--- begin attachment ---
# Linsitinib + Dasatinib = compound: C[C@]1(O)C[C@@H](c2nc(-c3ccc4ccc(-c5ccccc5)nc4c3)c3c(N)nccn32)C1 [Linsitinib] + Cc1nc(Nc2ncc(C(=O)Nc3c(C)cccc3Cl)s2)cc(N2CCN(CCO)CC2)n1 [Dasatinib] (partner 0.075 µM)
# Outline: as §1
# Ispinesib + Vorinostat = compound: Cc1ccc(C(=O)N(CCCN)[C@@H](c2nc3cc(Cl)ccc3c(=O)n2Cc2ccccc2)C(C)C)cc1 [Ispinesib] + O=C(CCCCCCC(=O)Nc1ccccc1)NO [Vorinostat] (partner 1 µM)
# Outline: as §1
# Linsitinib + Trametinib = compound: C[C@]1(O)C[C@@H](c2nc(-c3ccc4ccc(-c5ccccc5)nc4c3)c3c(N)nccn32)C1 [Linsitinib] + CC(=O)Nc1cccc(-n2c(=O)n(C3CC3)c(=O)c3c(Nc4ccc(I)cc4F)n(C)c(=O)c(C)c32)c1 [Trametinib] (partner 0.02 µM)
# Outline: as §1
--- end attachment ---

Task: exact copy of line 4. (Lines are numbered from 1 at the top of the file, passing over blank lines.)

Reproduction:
# Outline: as §1